The town and its twin city, became the focus of attention in 1986, when President Raúl Alfonsín announced the Patagonia Project, which envisaged the transfer of the nation's capital to a new federal district encompassing the two towns at the mouth of the Río Negro. Approved by the Congress in 1987, the plan was rescinded when Alfonsín's successor, President Carlos Menem, disbanded Entecap, the commission overseeing the project, in 1989. Carmen de Patagones school shooting Municipal information: Municipal Affairs Federal Institute, Municipal Affairs Secretariat, Ministry of Interior, Argentina. Carmen de Patagones, la fiesta del 7 de marzo
Montevideo is the capital and largest city of Uruguay. According to the 2011 census, the city proper has a population of 1,319,108 in an area of 201 square kilometres; the southernmost capital city in the Americas, Montevideo is situated on the southern coast of the country, on the northeastern bank of the Río de la Plata. The city was established in 1724 by a Spanish soldier, Bruno Mauricio de Zabala, as a strategic move amidst the Spanish-Portuguese dispute over the platine region, it was under brief British rule in 1807. Montevideo is the seat of the administrative headquarters of Mercosur and ALADI, Latin America’s leading trade blocs, a position that entailed comparisons to the role of Brussels in Europe; the 2017 Mercer's report on quality of life, rated Montevideo first in Latin America, a rank the city has held since 2005. As of 2010, Montevideo was the 19th largest city economy in the continent and 9th highest income earner among major cities. In 2019, it has a projected GDP of $47.7 billion, with a per capita of $27,542.
In 2018, it was classified as a beta global city ranking eighth in Latin America and 84th in the world. Montevideo hosted every match during the first FIFA World Cup, in 1930. Described as a "vibrant, eclectic place with a rich cultural life", "a thriving tech center and entrepreneurial culture", Montevideo ranked eighth in Latin America on the 2013 MasterCard Global Destination Cities Index. In 2014, it was regarded as the fifth most gay-friendly metropolis in the world, first in Latin America, it is higher education in Uruguay as well as its chief port. The city is the financial and cultural hub of a larger metropolitan area, with a population of around 2 million. There are several explanations about the word Montevideo. All agree that "Monte" refers to the Cerro de Montevideo, the hill situated across the Bay of Montevideo, but there is disagreement about the etymological origin of the "video" part. Monte vide eu is the most widespread belief but is rejected by the majority of experts, who consider it unlikely because it involves a mix of dialects.
The name would come from a Portuguese expression which means "I saw a mount", wrongly pronounced by an anonymous sailor belonging to the expedition of Fernando de Magallanes on catching sight of the Cerro de Montevideo. Monte Vidi: This hypothesis comes from the "Diario de Navegación" of boatswain Francisco de Albo, member of the expedition of Fernando de Magallanes, who wrote, "Tuesday of the said we were on the straits of Cape Santa María, from where the coast runs east to west, the terrain is sandy, at the right of the cape there is a mountain like a hat to which we gave the name "Montevidi"." This is the oldest Spanish document that mentions the promontory with a name similar to the one that designates the city, but it does not contain any mention of the alleged cry "Monte vide eu." Monte-VI-D-E-O: According to Rolando Laguarda Trías, professor of history, the Spaniards annotated the geographic location on a map or Portolan chart, so that the mount/hill is the VI mount observable on the coast, navigating Río de la Plata from east to west.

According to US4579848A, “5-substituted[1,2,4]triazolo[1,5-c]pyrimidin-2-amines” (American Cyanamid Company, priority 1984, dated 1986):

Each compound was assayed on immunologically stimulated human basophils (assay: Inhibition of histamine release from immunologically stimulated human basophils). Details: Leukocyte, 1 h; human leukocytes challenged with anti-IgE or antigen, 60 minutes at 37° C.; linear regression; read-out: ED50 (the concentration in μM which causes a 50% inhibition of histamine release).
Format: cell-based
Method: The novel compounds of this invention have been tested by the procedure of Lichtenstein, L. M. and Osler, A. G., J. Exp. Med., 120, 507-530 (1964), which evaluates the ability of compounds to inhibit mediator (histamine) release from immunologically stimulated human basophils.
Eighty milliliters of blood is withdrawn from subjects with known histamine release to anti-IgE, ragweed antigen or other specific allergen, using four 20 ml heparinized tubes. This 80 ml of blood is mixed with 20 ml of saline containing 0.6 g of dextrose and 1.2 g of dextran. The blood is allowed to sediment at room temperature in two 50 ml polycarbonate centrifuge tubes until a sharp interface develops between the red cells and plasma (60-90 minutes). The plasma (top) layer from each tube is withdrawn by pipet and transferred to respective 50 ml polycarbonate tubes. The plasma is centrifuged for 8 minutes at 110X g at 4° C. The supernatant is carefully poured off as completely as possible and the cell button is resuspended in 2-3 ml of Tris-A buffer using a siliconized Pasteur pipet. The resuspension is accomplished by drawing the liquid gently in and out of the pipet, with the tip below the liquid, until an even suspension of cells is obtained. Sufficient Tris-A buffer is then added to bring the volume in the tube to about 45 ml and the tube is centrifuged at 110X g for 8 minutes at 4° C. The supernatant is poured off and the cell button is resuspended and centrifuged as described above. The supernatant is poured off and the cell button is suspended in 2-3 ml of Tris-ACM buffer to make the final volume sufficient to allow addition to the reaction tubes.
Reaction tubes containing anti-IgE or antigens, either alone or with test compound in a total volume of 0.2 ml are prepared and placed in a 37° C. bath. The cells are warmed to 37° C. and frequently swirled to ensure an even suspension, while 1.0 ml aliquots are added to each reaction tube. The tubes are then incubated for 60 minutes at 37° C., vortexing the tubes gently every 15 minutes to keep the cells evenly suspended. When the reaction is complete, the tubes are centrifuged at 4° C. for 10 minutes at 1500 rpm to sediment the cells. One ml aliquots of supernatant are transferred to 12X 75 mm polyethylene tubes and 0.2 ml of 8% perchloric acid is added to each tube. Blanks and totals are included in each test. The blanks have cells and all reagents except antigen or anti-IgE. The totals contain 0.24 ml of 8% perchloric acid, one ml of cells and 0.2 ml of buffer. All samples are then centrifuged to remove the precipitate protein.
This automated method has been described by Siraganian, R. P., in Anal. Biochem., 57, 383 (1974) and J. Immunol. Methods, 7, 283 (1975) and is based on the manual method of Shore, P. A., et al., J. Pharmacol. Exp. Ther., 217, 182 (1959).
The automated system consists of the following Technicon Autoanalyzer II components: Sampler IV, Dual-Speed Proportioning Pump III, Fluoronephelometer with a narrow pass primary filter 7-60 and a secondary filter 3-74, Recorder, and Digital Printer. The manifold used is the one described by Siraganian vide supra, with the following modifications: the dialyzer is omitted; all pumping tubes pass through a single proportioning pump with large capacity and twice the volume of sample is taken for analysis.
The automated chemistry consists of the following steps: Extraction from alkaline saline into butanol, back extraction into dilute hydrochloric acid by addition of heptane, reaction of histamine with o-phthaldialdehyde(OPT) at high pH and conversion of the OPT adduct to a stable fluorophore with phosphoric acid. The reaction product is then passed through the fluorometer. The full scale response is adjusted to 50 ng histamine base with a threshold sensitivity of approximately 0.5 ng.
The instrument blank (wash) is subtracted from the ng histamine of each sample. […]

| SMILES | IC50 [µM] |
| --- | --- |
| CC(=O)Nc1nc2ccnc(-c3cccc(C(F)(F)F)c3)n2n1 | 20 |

With the passing of time, these words were unified to "Montevideo". No conclusive evidence has been found to confirm this academic hypothesis nor can it be asserted with certainty which were the other five mounts observable before the Cerro. Monte Ovidio, a less widespread hypothesis of a religious origin, stems from an interpolation in the aforementioned Diario de Navegación of Fernando de Albo, where it is asserted "corruptly now called Santo Vidio" when they refer to the hat-like mount which they named Monte Vidi. Ovidio was the third bishop of the Portuguese city of Braga. Given the relationship that the Portuguese had with the discovery and foundation of Montevideo, despite the fact that this hypothesis, like the previous ones, lacks conclusive documentation, there have been those who linked the name of Santo Ovidio or Vidio with the subsequent derivation of the name "Montevideo" given to the region since the early years of the 16th century. Between 1680 and 1683, Portugal founded the city of Colonia do Sacramento in the region across the bay from Buenos Aires.
This city met with no resistance from the Spanish until 1723, when they began to place fortifications on the elevations around Montevideo Bay. On 22 November 1723, Field Marshal Manuel de Freitas da Fonseca of Portugal built the Montevieu fort. A Spanish expedition was sent from Buenos Aires, organized by the Spanish governor of that city, Bruno Mauricio de Zabala. On 22 January 1724, the Spanish forced the Portuguese to abandon the location and started populating the city with six families moving in from Buenos Aires and soon thereafter by families arriving from the Canary Islands who were known as Guanches or Canarians. There was one significant early Italian resident by the name of Jorge Burgues. A census of the city's inhabitants was performed in 1724 and a plan was drawn delineating the city and designating it as San Felipe y Santiago de Montevideo shortened to Montevideo; the census counted fifty families of Galician and Canary Islands origin, more than 1000 indigenous people Guaraní, as well as Black African slaves of Bantu origin.